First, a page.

The humble swede is enjoying its moment in the culinary spotlight. After being championed by top-class chefs for its distinctive flavour and texture, this root vegetable is assuming its rightful place on fine-dining menus, writes Michael Raffael with recipes by Linda Tubby
When is a turnip not a turnip? Answer: when it’s a swede. No, this isn’t a bad joke left over from a Christmas cracker. The culinary border between these two vegetables is indistinct. To add to the confusion, swede is listed on some pickle jar labels in the UK as ‘rutabaga’. This is a corruption of rotabagge (root bag), its old Scandinavian name, and one, incidentally, that Americans still use.
The swede is a cross between a turnip and a cabbage. It reached Britain from Sweden about 300 years ago. Nobody is sure quite when, but it seems the Scots took to it before the English. They already had a history of cooking with turnips: ‘Boil them in plenty of water for three-quarters of an hour to nearly two hours according to the age and size.’ The Scottish Cook and Housewife’s Manual, published in 1827, goes on to recommend mixing powdered ginger with mashed turnips – ‘the yellow, sweet juicy sort for which Scotland is celebrated.’ The author adds that turnips had once been popular as an appetiser, eaten raw before dinner. For mash, simply bash, and you have one part of the holy Burns Night trinity: haggis, tatties (potato) and neeps (swede).
While, north of the border, swedes were en route to one kind of culinary immortality, in Cornwall they were bound for another. They were a favoured veggie in tin miners’ pasties and, over time, they became an essential part of the recipe. Now this recipe has been granted protected status by the European Commission, meaning that every Cornish pasty has to contain some swede. This should be straightforward, but isn’t. Pasty-makers can call swede ‘turnip’ on the ingredients list, but they can’t substitute one for the other. Conceivably, a ‘Swedish pasty’ could contain turnip but no swede.
So, going back to its roots, what makes a swede different from its kissing cousin? Well, for one thing, it’s larger. After being left in the ground to mature, it can grow to weigh several kilos. Its outer skin, in common varieties, is a dirty aubergine colour. Peel it and it’s yellow-fleshed. Cook it and it deepens to orange. Although the ‘two hours’ boiling recommended by The Cook and Housewife’s Manual is exaggerated, swede does take longer to cook than most other root vegetables. However, it doesn’t go soft as a carrot when simmered for hours in a casserole. Its taste remains upfront and dominant. Recognising its distinctive flavour, The Cook and Housewife’s Manual suggests serving swede with ‘boiled fowl or veal, or the more insipid meats’.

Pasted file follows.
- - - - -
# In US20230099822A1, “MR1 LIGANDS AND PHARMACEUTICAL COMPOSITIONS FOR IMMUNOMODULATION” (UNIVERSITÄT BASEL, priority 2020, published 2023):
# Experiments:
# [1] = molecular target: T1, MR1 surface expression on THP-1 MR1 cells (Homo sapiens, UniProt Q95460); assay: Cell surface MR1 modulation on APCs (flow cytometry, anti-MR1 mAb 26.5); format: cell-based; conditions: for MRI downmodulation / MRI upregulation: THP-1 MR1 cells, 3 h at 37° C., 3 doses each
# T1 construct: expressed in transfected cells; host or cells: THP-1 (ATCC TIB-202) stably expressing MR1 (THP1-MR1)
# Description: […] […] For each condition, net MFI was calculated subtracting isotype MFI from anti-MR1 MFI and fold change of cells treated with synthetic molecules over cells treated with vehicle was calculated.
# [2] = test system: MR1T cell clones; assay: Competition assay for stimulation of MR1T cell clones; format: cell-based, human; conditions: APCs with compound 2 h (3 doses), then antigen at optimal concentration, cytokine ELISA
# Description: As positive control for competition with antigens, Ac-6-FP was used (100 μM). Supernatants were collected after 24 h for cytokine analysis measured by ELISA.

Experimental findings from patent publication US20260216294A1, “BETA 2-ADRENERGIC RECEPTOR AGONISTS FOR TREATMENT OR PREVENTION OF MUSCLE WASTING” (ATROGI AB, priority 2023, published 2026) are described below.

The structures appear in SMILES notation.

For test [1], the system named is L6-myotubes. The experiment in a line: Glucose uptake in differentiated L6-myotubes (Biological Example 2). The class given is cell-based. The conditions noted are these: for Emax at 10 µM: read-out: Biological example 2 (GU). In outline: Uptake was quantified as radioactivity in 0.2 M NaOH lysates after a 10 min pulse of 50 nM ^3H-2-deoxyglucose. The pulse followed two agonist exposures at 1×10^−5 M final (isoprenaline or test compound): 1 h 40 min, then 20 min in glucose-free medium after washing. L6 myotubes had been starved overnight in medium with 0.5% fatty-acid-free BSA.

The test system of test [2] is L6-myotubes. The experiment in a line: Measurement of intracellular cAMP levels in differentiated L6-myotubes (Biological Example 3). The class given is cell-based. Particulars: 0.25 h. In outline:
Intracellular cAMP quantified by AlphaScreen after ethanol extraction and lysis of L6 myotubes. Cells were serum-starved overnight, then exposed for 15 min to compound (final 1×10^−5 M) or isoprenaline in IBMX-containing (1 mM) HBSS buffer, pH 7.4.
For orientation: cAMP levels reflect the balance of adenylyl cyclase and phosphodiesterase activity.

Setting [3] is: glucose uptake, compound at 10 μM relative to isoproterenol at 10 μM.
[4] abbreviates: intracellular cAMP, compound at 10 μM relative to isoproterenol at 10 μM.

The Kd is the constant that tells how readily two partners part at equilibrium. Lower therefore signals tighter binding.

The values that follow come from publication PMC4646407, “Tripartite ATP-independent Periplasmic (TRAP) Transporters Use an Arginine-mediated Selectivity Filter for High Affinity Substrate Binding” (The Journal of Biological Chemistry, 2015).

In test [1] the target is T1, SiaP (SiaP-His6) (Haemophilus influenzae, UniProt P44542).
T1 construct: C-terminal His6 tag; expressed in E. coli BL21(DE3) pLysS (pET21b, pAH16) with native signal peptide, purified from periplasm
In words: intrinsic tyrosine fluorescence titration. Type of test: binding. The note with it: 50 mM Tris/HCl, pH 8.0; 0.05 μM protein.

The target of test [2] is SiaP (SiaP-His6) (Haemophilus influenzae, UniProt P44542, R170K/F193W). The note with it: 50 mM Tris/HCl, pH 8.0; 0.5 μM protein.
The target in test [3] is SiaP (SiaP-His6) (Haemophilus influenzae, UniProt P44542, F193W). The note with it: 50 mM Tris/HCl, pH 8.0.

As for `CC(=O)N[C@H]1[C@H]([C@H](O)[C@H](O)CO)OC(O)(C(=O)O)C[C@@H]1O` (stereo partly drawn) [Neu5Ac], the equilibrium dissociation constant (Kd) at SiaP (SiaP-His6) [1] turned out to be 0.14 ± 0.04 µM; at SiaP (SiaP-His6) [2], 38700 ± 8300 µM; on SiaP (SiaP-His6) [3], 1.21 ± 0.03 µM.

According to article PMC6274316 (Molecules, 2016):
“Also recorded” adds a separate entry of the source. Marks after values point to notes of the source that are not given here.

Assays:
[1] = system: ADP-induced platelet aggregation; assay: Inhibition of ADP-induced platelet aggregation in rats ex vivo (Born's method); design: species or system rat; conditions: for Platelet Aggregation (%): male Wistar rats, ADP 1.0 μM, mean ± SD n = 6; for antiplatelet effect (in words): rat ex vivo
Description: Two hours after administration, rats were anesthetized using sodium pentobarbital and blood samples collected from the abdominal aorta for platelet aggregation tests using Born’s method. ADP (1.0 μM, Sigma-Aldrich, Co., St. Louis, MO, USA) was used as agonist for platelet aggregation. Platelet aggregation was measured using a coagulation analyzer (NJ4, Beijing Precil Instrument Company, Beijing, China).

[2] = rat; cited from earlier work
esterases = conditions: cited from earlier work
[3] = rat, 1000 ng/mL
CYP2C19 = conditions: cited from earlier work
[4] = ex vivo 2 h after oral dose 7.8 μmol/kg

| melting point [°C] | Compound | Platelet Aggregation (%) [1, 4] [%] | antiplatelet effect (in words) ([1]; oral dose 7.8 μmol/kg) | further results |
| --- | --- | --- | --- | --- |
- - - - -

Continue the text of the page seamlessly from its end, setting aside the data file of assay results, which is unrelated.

Their pungency may be due to the way they’re cultivated. Swedes grow slowly and can lie in the ground for more than six months before they’re picked, twice as long as, say, a mature carrot. Gardeners will often leave them to over-winter in the ground rather than harvest and store them.
If swedes have been slow to make it onto the list of fashionable foods, it’s probably the fault of the French. André Simon, who co-founded the Wine & Food Society in the 1930s, was typically sniffy about swedes. In his Concise Encyclopaedia of Gastronomy, he wrote that they were mostly grown for cattle food. When Germany occupied France during World War II, it requisitioned the potato crop, forcing the population to ‘manger des rutabagas’. That memory has never faded. Until Alain Passard, of the three-starred L’Arpège in Paris, introduced them on his vegetable menus, no Gallic chef would ever have dared to serve them.
Edinburgh chef Tom Kitchin has no such qualms. Whether it’s for a Burns Night dinner or on a daily basis, Tom is comfortable about dressing swede aka turnip. If he intends mashing it, he minces his swede before cooking it. Apart from butter and pepper, he likes to flavour it with nutmeg. As a variant, Tom sprinkles breadcrumbs on top and bakes it. ‘I like to combine it with other root vegetables,’ he says. ‘I layer it with beets and potatoes, pour over cream and bake it like a gratin Dauphinois.’
Tom also likes to slice a swede thinly and steep it in a sweet and sour pickle for at least a day. But Branston Pickle may have beaten him to this idea by a few decades. Since 1922, it has included swede in its formula. Check the small print on the label and look for rutabaga – it’s listed right there between carrot and cauliflower.
Maybe the future of this neglected-but-rediscovered vegetable on the gastronomic top table lies close to its Scandinavian roots. At Noma, René Redzepi presents it raw as part of a crudités dish. It’s coated with a six-vinegar dressing. Other Danish chefs steam it al dente or combine it with buttermilk. It seems the Scots who were chewing it raw in the days of Bonnie Prince Charlie could have been onto something.
Between its crude and boiled-to-perditio states, the swede has plenty of culinary mileage. It makes good oven-roasted chips or deep-fried crisps. It’s also a standby for winter soups; the young leaves are delicious when wilted with oil and garlic.
Rough, sometimes scaly, often gnarled, swedes will never be things of beauty, but they have a lot more to offer than being mere cattle feed. In fact, any cattle that can get a bit of swede should count themselves lucky.
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